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TESOL Connections (June 2011)

by User Not Found | 11/08/2011

Lesson Plan: Let's Take a Trip, by Sarah Sahr

  • A Free Article from June 2011 TESOL Journal Special Topic Issue:

    "Listen to My Story and You Will Know Me":

    Digital Stories as Student-Centered Collaborative Projects,

    by Polina Vinogradova, Heather A. Linville, and Beverly Bickel

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  • 1


    Lesson Plan:

    Let's Take a Trip

    by Sarah Sahr

    download the PDF

    One thing I have learned is that students love to talk about where they come from. Even more so, students love talking to people who are going to visit their home country. Travel lessons are some of my favorite activities… mostly because I LOVE to travel. Watching these types of lessons unfold with a multilingual, multilevel classroom warms my heart because there is always something for everyone. This “Let’s take a trip” lesson is a great end-of-year project when you are looking for authentic, engaging activities to fill those days between standardized testing and the last day of school.

    Language Level:

    Intermediate, with adaptations for beginning and advanced language learners


    Encourage students for weeks prior to this lesson to bring in location-specific items such as travel guides (in any language), maps, vacation brochures, souvenirs, photos, ethnic artifacts (clothing, pottery, etc.), and travel Web site URLS. Make sure the items are identified by the student’s name.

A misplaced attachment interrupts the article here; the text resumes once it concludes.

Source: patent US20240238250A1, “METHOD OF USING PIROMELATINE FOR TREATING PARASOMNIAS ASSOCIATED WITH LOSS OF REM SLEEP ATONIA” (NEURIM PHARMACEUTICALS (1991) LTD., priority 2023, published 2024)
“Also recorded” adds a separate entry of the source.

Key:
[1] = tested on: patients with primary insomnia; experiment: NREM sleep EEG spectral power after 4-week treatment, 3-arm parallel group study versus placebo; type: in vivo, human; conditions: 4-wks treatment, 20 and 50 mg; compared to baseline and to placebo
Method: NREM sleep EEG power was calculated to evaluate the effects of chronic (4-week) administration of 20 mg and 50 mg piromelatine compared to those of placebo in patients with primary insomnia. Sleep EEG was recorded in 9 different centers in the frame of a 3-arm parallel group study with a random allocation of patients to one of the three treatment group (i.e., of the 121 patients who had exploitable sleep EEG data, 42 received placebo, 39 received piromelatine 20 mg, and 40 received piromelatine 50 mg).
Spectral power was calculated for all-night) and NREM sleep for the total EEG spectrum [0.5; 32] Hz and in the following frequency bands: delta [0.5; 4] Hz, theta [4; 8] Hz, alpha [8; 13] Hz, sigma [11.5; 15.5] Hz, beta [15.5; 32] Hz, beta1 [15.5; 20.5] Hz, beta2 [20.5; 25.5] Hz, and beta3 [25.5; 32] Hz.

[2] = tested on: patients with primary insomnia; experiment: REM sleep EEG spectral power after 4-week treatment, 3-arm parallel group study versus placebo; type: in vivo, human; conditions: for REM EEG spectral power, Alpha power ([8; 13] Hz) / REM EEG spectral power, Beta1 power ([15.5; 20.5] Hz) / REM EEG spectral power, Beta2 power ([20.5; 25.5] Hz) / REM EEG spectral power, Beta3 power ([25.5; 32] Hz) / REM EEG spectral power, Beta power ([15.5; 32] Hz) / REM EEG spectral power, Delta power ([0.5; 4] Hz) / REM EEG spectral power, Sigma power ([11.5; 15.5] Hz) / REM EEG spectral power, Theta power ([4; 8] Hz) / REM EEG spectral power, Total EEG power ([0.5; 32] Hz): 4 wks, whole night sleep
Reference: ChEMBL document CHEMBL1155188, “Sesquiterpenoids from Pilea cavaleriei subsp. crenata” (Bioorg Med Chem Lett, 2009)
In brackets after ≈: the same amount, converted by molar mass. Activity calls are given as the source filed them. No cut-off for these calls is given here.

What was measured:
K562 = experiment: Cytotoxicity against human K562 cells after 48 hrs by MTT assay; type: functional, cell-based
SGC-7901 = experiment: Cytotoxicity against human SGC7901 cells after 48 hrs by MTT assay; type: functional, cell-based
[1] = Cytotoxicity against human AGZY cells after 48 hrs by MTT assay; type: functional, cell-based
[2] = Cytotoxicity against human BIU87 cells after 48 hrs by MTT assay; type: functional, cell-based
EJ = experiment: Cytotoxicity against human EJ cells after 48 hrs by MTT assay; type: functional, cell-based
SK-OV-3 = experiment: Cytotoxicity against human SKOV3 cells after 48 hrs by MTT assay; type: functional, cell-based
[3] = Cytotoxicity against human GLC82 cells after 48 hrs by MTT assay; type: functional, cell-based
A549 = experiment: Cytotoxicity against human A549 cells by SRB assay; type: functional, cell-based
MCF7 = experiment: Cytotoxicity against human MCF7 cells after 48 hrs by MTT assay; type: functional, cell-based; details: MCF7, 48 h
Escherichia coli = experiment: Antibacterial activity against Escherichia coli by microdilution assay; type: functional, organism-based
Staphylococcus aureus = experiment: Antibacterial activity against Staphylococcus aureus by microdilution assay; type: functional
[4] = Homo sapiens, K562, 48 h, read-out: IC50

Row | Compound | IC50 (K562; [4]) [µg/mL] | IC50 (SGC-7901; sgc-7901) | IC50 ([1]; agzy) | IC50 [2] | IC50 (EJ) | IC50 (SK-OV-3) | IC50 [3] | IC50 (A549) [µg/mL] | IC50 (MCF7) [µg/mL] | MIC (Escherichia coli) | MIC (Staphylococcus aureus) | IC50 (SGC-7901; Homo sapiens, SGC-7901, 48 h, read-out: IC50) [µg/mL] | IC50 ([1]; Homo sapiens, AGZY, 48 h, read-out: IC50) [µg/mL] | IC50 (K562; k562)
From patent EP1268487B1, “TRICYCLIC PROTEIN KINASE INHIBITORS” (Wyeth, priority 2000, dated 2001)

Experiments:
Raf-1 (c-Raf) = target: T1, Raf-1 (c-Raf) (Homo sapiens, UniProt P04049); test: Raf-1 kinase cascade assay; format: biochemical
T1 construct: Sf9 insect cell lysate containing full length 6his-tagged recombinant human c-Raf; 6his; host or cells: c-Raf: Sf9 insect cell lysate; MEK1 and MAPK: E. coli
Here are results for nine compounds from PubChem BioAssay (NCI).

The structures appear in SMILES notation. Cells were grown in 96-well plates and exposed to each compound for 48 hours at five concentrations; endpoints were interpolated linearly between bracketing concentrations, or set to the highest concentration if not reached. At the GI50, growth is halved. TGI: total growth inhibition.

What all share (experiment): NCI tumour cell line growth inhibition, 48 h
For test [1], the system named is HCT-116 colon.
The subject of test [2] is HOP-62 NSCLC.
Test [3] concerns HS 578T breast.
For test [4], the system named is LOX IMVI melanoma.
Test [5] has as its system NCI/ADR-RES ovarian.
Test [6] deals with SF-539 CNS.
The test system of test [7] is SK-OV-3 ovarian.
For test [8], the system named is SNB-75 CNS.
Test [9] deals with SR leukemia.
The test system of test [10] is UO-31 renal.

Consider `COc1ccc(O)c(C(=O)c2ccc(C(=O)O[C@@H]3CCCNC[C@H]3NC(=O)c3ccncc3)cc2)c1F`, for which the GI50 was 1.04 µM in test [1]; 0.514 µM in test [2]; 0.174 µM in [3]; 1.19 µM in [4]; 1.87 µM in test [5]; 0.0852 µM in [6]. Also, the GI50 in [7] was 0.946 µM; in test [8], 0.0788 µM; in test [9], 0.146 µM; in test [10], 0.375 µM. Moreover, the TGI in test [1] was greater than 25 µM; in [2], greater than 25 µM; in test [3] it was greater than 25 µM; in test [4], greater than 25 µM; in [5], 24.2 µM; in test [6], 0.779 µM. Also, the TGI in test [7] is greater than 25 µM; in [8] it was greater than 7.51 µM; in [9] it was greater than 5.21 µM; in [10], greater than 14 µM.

These items will be used in the Travel Show and Tell portion of this lesson.


    This project can take several days, but it can also be spread out and worked on for a series of weeks.


    Students will be able to:

    • Produce a travel information packet (flyer, brochure, power point, wiki, etc.) with useful information about a region, country, city, or town.
    • Focus on a particular grammar point based on their language proficiency.
    Present their travel information to the class in a 7–10 minute group presentation.

    Introduction (Motivation): 15 minutes

    Travel Show and Tell! (This involves some initial planning.)

    Show and Tell is a simple public speaking activity used at various levels of education:

    • Students bring in a small item that can fit into their bag and is school appropriate.
    • Each student who has an item, one by one, comes to the front of the class and talks about that item for at least 45 seconds.
    • Participation is voluntary.
    • There is no grade given.

    Let students know about a week ahead of time that they can bring in an item that they would like to talk about. Let them know this will be “Travel Show and Tell,” with an emphasis on travel. This item should be from their home country or a place they have recently visited. Let students take a few moments to get together their thoughts on what they would like to say about their item. Give them some guidance on what they should talk about in their 45 seconds:

    • Where is your item from?
    • Do you think people would like to visit where you got that item? Why?

    If time allows after the show and tell, ask students in pairs to decide on the three places they would go based on what they’ve heard and why. Have pairs share this information with the class.

    Making Groups: 5–10 minutes